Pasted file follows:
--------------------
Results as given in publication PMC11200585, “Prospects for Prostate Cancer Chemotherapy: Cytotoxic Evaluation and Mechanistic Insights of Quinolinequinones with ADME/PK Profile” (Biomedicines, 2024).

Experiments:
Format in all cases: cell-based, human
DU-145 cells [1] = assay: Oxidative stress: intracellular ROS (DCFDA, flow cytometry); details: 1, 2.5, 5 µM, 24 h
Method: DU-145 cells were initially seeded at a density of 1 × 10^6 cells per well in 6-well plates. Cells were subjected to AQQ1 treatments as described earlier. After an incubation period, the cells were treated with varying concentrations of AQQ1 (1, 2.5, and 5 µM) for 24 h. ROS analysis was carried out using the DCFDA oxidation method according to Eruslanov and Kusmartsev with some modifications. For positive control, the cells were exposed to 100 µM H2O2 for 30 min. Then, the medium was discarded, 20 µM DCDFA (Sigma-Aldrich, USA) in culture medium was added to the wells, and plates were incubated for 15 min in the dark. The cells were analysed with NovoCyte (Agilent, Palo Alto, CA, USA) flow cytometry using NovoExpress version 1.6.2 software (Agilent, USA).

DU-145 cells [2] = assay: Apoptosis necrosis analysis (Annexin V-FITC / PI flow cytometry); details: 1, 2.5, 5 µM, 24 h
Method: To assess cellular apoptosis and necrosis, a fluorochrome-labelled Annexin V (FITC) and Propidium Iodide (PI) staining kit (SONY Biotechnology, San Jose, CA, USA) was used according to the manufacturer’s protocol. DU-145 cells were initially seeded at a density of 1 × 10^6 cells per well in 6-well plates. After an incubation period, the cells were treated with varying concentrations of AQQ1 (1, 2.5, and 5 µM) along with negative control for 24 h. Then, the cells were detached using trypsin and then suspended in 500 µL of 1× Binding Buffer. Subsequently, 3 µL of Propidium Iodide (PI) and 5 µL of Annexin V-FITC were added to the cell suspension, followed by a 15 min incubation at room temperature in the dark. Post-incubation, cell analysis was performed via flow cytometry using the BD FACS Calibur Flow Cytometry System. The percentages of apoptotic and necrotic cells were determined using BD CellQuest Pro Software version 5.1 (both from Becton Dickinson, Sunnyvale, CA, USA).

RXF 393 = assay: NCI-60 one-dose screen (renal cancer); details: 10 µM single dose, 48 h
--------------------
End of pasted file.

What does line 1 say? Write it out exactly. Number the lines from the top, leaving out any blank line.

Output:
Results as given in publication PMC11200585, “Prospects for Prostate Cancer Chemotherapy: Cytotoxic Evaluation and Mechanistic Insights of Quinolinequinones with ADME/PK Profile” (Biomedicines, 2024).